Pumping Life Back into Waterworks
Restoration Plan Moving Along for City’s First Public Water Supply Building
Pumping Life Back into WaterworksRestoration Plan Moving Along for City’s First Public Water Supply Building
By Jason Dehart
There has been talk about doing something with the city’s old “Waterworks” building for years – including turning the historic public works building into a restaurant. Now, Gil Ziffer says the resources may be in place to actually go beyond the talking phase.
In fact, the Florida Department of State and the city of Tallahassee have given a total of $700,000 in grants for the first phase of the project. The money received so far is being used to re-roof and stabilize the 100-year-old structure, located at the corner of South Gadsden and East Gaines Street.
Ziffer, vice president of Capital City Ventures, a nonprofit organization dedicated to the redevelopment of historical properties in downtown Tallahassee, enthusiastically extolled the virtues of the Waterworks project during a kickoff ceremony announcing the start of the renovation project in the Spring. Capital City Ventures is using the Waterworks as a “starter” project.
“Isn’t this cool? Isn’t this a great building?” Ziffer said. “I’ve had the chance over the last several years to work with several different developers, and we sit in meetings and talk about town centers and restaurants spaces. We keep coming back to ‘Let’s create something that looks old; how do we make that brick look really old?’ But here we have it in front of us – there’s no reason to re-create it. It already exists.”
Jon Moyle Jr., president of Capital City Ventures, said it is important for communities to hold onto these old historic buildings and, if possible, find new uses for them.
“This one has been recognized as having historical value, and the Florida Department of State has provided monies to it,” Moyle said. “It’s one of the older buildings in Tallahassee.
From my perspective, you have to, as a community, make a judgment: Do you try to preserve things with historical value or knock them down? I say preserve them. Having been in other communities that have made good use of good old historical buildings, I know that to do business or have a meal in an old historic building lends a different, attractive ambience.”
In 1885, a proposed waterworks bond was rejected by Tallahassee voters – an outcome that led to the resignation of three city council members. Four years later, a Philadelphia company was granted a charter to set up the Tallahassee Waterworks as a municipal water source for the city. The company took out a 99-year lease on some property southwest of today’s Myers Park, and property also was bought on the corner of Gaines and Gadsden. That’s where the pump house was built, according to the Historic Tallahassee Preservation Board.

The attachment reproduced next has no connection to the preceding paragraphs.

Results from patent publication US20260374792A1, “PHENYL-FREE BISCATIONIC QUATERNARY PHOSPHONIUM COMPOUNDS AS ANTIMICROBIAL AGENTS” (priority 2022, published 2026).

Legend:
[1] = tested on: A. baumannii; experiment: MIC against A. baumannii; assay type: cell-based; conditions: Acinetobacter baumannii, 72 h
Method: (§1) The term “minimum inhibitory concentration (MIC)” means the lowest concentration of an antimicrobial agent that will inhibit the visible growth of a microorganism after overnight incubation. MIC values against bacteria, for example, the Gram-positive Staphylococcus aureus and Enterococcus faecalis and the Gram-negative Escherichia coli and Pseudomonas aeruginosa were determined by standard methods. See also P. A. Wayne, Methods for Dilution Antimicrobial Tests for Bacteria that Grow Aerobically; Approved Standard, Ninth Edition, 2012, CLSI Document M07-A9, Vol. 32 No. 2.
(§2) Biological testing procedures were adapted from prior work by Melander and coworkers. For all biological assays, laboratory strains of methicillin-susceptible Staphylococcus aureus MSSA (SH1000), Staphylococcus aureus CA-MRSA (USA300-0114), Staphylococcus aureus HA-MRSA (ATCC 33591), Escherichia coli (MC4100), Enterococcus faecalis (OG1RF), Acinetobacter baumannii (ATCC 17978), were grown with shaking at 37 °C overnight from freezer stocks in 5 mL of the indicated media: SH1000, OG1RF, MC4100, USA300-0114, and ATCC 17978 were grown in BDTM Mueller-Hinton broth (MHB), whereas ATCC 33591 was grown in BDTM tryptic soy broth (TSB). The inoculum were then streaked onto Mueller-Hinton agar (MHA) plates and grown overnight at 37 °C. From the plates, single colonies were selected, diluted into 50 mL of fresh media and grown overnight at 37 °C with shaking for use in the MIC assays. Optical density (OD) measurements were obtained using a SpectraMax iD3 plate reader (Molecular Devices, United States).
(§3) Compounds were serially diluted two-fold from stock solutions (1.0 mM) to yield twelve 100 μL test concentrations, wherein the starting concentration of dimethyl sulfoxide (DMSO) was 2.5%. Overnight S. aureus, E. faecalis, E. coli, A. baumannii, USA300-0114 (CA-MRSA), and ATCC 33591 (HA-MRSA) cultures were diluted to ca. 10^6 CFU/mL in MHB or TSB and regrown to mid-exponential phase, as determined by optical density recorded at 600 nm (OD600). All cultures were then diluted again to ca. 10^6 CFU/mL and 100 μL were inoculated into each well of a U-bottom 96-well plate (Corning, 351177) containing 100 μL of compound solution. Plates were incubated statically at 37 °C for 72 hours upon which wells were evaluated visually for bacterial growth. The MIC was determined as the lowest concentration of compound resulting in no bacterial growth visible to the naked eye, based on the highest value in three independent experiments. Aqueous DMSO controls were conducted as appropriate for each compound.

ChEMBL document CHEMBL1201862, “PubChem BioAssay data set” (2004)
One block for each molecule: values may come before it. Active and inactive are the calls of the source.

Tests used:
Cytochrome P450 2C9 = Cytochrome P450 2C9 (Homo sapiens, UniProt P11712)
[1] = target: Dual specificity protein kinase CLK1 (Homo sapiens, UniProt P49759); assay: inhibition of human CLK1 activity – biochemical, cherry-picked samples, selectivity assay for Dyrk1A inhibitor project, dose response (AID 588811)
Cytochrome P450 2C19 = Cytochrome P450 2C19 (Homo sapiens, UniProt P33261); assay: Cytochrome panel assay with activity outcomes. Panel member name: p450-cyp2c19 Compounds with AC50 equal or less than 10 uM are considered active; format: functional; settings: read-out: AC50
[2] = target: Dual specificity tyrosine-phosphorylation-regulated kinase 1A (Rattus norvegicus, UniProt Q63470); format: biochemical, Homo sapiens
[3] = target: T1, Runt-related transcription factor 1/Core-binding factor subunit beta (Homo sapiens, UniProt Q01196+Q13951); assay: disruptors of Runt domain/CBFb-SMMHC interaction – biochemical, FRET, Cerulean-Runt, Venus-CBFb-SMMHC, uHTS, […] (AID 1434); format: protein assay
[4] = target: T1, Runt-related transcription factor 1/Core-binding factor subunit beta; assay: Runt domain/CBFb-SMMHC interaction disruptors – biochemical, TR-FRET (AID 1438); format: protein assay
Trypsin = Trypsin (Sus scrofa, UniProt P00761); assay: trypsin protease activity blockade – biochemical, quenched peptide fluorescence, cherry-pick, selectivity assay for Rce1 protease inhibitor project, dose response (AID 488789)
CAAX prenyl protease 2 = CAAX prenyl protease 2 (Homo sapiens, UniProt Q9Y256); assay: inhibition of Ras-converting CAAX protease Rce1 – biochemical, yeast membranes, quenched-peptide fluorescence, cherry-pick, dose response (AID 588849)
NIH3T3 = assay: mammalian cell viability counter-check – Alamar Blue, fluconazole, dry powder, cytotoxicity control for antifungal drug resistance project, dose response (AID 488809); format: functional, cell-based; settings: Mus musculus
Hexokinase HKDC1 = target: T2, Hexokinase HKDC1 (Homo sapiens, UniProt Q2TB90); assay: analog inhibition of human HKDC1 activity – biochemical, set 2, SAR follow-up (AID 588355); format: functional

All was not well with the pump house in those early days. Back then, private water companies tended to make water quality second in importance to profits, and the city struggled with water quality as long as the private company was in charge.
However, that didn’t stop the well from expanding and growing along with the city’s population. An artesian well was dug on site to provide additional clean water, and a small, wood-frame house with a tin roof was built to cover the well. An additional well house was built behind the first well, and in 1904 the building was remodeled with brick and truncated roofs. This is the Waterworks as we see it today.
In 1908, the city bought the water plant for $75,000. In 1916, a new, 400,000-gallon water reservoir was installed in a blockhouse behind the Waterworks. Later, in 1923, the plant was “electrified,” a new concrete reservoir was built and other improvements were made, but from 1926 to 1930 the outside appearance remained the same. A fourth well was built in 1927, and in 1930 a fireproof blockhouse was built behind the Waterworks. The blockhouse housed the city’s last well.
In 1957, the city abandoned the building and abandoned the last well a year later. The building then was used for storage for many years, but in the 1970s several proposals were floated that would renovate the old building into a restaurant. These ideas washed out; then, in 1991, the city applied for some preservation grants to stabilize the aging structure before it went completely down the drain.
Moyle said the final cost for renovating the Waterworks won’t be known until an occupant is found for it.
“It’s had different estimates but (the ultimate cost) will depend on what use is made of it,” he said. “We’re looking to identify a suitable tenant.”
Capital City Ventures had hoped to receive an appropriation of $400,000 during the most recent legislative session. It passed both houses, but Gov. Charlie Crist vetoed the request.
Moyle, however, remains optimistic.
“I think having that money available would have been a real boost, but I don’t think it is in any way a severe blow to the project,” he said. “We’re going to move forward and bring it through to fruition. We try to see the glass being half full. We were disappointed, but the governor has to view things from a different perspective. We will work hard to make this a reality.”
To that end, Capital City Ventures has applied for a $350,000 grant from the state Division of Historical Resources. Moyle said he will find out in December if his organization will get that money.